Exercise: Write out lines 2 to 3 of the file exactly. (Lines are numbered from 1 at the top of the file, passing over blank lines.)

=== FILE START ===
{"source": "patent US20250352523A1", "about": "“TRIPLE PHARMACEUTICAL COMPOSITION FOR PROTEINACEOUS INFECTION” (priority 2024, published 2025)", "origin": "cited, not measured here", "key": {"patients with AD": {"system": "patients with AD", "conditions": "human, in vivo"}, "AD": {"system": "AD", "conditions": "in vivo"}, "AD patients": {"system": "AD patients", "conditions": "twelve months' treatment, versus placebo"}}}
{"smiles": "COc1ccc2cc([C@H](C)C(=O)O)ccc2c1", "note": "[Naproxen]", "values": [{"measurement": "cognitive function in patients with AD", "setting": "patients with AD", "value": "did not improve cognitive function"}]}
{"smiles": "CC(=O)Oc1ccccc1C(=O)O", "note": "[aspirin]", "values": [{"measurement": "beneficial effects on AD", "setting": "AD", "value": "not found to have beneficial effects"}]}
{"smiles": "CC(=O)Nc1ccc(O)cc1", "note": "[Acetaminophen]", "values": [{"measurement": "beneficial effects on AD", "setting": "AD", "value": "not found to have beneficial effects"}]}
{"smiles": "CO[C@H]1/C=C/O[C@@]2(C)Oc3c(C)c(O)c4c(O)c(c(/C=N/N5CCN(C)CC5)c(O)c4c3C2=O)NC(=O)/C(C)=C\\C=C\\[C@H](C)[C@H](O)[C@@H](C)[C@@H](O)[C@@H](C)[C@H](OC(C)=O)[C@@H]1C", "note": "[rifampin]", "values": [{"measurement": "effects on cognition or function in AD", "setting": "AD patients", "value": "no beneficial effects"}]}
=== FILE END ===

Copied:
{"smiles": "COc1ccc2cc([C@H](C)C(=O)O)ccc2c1", "note": "[Naproxen]", "values": [{"measurement": "cognitive function in patients with AD", "setting": "patients with AD", "value": "did not improve cognitive function"}]}
{"smiles": "CC(=O)Oc1ccccc1C(=O)O", "note": "[aspirin]", "values": [{"measurement": "beneficial effects on AD", "setting": "AD", "value": "not found to have beneficial effects"}]}